In Letter to Flock after Bishops' Conference, Missouri Bishop Slams 'Cowards' and 'Insular' Hierarchy

Bishop W. Shawn McKnight, of the Roman Catholic Diocese of Jefferson City, Mo., speaks at a news conference Thursday, Nov. 8, 2018. McKnight released a complete list of the names of 33 priests or religious brothers in the Jefferson City diocese have been "credibly accused" and/or removed from the ministry over sexual abuse of minor. This follows an internal investigation that began in February 2018. (AP Photo/Summer Ballentine)

In a letter to his flock following the dismal November General Assembly of Bishops in Baltimore, Bishop Shawn McKnight of Jefferson City, Missouri, expressed deep disappointment and frustration with the Vatican and the United States Conference of Catholic Bishops (USCCB), while calling out the “cowards” and decrying what he called “episcopal arrogance” and an “insular” hierarchy.

The bishops at their biennial gathering were expected to (1) show the world that they were taking the Church’s sexual abuse scandal seriously and (2) take concrete steps to ensure that nothing like the alleged crimes of Cardinal Theodore McCarrick happen again. By all accounts, they failed.

McKnight began his letter by lamenting the Holy See’s directive that no action be taken on any proposals to deal with the crisis.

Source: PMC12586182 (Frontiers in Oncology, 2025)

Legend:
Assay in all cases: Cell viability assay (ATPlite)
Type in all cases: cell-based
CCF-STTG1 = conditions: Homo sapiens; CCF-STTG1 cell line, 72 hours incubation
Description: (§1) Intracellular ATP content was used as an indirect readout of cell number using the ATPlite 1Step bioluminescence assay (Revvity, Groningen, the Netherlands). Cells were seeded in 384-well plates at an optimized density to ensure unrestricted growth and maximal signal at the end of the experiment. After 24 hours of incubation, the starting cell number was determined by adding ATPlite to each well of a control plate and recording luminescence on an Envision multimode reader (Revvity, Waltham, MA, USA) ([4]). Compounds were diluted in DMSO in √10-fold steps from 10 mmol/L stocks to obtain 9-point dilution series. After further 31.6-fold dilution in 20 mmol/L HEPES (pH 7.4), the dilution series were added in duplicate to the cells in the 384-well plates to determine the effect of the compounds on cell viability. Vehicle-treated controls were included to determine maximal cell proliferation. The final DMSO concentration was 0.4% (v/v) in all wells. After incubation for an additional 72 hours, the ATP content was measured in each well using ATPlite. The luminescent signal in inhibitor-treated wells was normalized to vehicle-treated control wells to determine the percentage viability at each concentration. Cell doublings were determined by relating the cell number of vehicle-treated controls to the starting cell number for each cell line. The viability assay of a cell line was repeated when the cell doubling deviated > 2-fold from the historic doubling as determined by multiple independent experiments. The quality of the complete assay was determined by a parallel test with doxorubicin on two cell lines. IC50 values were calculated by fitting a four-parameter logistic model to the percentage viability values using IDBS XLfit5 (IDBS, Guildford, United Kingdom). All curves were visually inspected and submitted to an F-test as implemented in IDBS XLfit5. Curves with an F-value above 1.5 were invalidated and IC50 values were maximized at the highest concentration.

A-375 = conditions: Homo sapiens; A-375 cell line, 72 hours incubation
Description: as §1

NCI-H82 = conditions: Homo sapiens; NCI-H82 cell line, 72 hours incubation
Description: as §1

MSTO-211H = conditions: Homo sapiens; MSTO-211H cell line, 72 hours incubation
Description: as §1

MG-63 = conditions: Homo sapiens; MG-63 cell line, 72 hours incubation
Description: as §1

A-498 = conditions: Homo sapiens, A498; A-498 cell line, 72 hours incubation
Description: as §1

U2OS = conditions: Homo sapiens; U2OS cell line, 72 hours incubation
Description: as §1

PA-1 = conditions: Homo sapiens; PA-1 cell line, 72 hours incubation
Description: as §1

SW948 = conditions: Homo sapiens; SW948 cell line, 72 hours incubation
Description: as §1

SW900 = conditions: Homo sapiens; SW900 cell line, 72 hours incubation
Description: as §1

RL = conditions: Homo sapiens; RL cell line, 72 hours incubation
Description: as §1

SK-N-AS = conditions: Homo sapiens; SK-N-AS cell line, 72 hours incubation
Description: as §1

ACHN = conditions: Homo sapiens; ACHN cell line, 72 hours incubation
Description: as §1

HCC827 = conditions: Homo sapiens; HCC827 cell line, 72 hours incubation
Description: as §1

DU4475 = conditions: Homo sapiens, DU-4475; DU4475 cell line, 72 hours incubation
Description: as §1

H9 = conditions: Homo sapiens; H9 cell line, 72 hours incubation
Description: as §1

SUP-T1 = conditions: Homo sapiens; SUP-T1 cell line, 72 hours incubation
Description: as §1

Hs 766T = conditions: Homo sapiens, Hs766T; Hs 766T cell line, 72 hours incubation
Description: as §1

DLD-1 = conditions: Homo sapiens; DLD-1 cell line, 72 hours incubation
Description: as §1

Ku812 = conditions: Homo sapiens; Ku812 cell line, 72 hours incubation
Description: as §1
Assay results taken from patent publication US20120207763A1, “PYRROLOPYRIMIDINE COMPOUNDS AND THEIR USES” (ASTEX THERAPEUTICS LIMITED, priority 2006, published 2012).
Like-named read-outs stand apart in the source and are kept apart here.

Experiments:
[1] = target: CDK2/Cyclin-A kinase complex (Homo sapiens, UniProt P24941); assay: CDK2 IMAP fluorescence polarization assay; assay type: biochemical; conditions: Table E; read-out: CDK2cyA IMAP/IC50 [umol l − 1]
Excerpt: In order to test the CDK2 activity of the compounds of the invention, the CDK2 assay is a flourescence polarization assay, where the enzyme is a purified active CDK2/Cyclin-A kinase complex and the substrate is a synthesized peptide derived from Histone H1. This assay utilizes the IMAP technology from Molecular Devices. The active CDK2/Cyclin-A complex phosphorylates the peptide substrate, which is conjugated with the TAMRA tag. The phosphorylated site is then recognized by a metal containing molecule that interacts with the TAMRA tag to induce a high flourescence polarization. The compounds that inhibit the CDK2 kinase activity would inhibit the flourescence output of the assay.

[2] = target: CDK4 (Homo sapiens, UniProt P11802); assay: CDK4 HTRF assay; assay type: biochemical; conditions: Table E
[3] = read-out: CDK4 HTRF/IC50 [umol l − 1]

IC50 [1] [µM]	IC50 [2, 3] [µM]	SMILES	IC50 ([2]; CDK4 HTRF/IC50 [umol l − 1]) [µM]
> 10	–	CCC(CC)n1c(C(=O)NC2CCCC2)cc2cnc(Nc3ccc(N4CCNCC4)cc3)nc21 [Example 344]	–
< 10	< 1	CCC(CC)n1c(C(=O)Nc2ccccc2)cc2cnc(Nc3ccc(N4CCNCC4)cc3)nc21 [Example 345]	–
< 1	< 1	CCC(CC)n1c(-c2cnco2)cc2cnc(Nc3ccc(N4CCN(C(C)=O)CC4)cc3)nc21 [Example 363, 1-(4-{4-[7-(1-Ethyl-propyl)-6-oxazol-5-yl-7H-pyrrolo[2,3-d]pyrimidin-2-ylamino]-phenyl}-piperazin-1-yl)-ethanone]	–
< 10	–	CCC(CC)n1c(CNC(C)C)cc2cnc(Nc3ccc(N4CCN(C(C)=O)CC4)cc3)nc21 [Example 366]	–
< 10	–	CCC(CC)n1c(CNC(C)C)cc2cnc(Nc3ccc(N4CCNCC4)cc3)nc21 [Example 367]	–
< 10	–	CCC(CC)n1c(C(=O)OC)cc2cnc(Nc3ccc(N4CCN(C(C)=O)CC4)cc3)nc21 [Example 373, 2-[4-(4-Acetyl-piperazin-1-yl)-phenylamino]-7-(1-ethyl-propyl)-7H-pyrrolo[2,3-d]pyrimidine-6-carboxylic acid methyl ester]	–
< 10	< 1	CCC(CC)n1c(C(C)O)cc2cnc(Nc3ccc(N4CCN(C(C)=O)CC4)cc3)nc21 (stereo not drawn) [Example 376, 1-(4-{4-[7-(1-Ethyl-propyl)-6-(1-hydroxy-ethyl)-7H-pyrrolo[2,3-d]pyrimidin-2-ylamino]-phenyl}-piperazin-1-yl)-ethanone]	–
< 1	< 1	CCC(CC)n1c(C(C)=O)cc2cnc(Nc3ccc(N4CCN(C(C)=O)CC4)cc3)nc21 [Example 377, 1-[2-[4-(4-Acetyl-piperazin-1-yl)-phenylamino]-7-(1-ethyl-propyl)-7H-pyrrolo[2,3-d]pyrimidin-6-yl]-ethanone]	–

“My frustration, shared with many other people, is this: We have known about the scandal of Archbishop McCarrick since the end of June, and our Church must take immediate, decisive and substantive action in light of the deep wound the scandal has caused,” McKnight wrote.

The bishop said he wasn’t as concerned about McCarrick’s delayed punishment as a complete canonical process takes time.  And after being forced to resign from the College of Cardinals, “McCarrick isn’t going anywhere and he is already living a life of imposed prayer and penance,” McKnight said.  Then he got to the heart of the matter.

“How could his rise to such an influential position in the Church have happened?” he wrote.  “I am concerned how the national conference of bishops and the Holy See answer that question.”

McKnight had previously expressed hope that the USCCB at the November General Assembly would handle the scandal in a transparent and effective manner.

“It is almost unbearable. How could a brother bishop disrespect with such callousness the dignity of young boys, seminarians and priests over decades and no one called him on the carpet?” he wrote in the Catholic Missourian on August 6. “It is inexplicable to me. This cannot continue, and I hope with God’s grace there will be a change of culture among the clergy.”